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From the President's Desk...

Two Economic Stimulus Packages up for Debate in the Senate

Debate and an expected vote this week are expected in the Senate for two competing economic stimulus legislation packages. There are substantial fiscal policy differences between them, even though both plans are intended to improve the incentives to work, save, and invest and to ease the impact of the economic recession.

One plan proposed by Senator Charles Grassley (Republican-Iowa) is strongly supported by President Bush and is similar to the Economic Security and Recovery Act of 2001 (H.R. 3090 To view bill, visit http://thomas.loc.gov/cgi-bin/bdquery/z?d107:h.r.03090:) which narrowly passed the House. (To view how your representative voted, visit http://clerkweb.house.gov/cgi-bin/vote.exe?year=2001&rollnumber=404) To stimulate economic performance, this measure relies primarily on modifications in the tax rates, labor and capital. It will provide incentives for business owners and employees, stimulate employment growth and generate higher incomes that result in consumer spending and greater investment (the real catalysts of economic growth) by reducing tax rates thus reducing the tax burden on investment and capital assets.

The second plan, also designed to stimulate economic activity, is the Daschle proposal (Summary of Economic Stimulus and Assistance for American Workers Act of 2001 To view bill, visit http://finance.senate.gov/sitepages/legislation.htm) which contains a two-component economic stimulus package combining the plans of Senators Max Baucus (Democrat Montana) and Robert Byrd (Democrat West Virginia). This measure relies on cash transfer to distressed businesses and displaced workers.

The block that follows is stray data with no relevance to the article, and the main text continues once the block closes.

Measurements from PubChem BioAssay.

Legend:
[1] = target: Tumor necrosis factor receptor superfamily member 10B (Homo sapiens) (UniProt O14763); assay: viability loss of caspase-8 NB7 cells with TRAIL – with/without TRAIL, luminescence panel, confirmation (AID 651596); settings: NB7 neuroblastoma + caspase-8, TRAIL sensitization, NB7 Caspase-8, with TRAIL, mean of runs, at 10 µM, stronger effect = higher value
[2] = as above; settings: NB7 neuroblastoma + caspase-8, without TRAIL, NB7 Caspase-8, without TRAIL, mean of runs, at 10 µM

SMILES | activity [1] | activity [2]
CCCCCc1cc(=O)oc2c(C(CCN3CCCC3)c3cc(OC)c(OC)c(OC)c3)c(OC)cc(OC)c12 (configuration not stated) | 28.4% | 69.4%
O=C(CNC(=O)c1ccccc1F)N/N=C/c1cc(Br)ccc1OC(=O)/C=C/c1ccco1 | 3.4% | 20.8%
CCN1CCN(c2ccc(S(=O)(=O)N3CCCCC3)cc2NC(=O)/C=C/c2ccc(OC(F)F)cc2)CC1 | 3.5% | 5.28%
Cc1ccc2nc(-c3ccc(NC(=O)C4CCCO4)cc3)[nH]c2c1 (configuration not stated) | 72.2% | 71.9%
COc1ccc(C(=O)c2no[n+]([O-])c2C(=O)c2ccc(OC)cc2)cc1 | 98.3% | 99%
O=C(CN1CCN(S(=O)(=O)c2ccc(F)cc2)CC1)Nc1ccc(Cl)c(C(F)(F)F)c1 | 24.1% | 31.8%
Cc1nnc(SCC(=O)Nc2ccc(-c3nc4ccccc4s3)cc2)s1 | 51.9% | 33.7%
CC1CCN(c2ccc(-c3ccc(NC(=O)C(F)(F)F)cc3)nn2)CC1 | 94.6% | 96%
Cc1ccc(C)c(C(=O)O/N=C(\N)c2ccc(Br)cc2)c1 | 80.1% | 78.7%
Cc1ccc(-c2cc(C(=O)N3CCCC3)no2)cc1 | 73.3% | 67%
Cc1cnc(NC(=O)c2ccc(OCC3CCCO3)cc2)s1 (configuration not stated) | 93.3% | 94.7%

The expected economic outcomes fall short of those expected under the Grassley plan. The rationale and logic of the plan is questioned because of the utilization of increased government spending as the primary tool to stimulate economic activity, although both plans transfer income to low and moderate income taxpayers through rebates and both assist the unemployed. The Republican plan however relies less on government spending than the Democratic plan.

Unfortunately, to win specific support from other senators, the Daschle plan includes provisions less obviously connected to stimulating the economy. For example, bonding for Amtrak to develop high-speed railroads and for a new New York-New Jersey tunnel is included in this bill which was a last minute concession to Senator Robert Torricelli (Democrat New Jersey). Also, to help shore up support of farm state members, more than $5 billion in agriculture subsidies were provided by the measure. At the request of Senator John D. Rockefeller (Democrat West Virginia), a tax credit expanding Internet access in rural areas was included. In commodities that have experienced low prices during the 2000-2001 crop years, subsidiaries are included for bison meat, eggplant, cauliflower, and pumpkin growers.

As is often the case with competing legislation in Washington, the Grassley plan contains several special interest provisions although it has far less than the Daschle plan.

Although not perfect and not able to provide immediate economic stimulus as the economy currently needs, the Grassley bill when compared to the Daschle measure over the next five years will provide far more incentive for business to create new jobs, while encouraging families to spend more and save as it tries to control significant government spending.

To learn how you can become involved, visit http://www.americanvoiceinstitute.org/Stimulus Packages Action Alerts.htm

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